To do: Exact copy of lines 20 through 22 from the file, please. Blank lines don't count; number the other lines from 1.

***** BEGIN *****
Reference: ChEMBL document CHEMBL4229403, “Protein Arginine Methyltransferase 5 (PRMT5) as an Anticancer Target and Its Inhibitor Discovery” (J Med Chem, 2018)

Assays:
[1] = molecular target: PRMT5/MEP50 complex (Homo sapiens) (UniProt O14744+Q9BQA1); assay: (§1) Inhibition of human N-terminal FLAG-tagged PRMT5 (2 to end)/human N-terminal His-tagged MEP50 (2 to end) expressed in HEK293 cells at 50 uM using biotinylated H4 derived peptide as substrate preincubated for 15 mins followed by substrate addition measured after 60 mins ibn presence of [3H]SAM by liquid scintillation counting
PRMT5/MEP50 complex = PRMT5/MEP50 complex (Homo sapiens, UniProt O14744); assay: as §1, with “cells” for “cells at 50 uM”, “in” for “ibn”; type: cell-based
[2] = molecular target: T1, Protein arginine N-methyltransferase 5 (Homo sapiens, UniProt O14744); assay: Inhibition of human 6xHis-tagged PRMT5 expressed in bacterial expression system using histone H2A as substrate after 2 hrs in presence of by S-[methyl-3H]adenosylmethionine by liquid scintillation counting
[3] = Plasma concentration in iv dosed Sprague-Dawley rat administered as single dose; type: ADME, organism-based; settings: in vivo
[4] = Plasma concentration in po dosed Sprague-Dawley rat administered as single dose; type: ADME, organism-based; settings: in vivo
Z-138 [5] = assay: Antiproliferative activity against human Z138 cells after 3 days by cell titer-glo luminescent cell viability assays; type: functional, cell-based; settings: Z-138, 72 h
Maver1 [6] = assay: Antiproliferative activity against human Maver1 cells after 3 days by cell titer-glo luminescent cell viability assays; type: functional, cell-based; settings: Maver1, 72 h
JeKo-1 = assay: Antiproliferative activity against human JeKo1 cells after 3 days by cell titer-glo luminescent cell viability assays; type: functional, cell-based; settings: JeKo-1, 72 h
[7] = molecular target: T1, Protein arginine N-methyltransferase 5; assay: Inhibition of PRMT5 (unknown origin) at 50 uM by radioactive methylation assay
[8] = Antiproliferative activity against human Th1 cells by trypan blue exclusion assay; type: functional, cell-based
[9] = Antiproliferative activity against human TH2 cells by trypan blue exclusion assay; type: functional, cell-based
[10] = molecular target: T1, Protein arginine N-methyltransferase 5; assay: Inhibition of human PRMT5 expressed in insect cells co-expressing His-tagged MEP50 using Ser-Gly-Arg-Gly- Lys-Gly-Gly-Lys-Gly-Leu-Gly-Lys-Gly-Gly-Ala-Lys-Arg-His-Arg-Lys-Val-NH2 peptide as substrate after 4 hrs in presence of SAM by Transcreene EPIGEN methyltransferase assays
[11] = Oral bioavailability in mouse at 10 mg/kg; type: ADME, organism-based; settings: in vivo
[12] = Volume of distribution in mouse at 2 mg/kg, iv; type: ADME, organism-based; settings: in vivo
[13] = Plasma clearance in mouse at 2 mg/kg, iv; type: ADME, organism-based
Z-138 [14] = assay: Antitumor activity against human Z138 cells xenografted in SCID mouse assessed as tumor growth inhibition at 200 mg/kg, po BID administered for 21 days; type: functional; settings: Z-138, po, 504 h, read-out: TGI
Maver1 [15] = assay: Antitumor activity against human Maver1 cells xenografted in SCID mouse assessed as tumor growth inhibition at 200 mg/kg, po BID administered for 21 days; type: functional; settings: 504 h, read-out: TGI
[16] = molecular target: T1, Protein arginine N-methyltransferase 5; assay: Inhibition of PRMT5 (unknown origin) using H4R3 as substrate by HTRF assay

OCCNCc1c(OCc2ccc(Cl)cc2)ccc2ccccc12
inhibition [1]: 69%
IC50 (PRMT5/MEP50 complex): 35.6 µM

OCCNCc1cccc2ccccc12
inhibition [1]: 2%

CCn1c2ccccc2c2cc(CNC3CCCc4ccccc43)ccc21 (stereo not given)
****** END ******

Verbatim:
[16] = molecular target: T1, Protein arginine N-methyltransferase 5; assay: Inhibition of PRMT5 (unknown origin) using H4R3 as substrate by HTRF assay

OCCNCc1c(OCc2ccc(Cl)cc2)ccc2ccccc12
inhibition [1]: 69%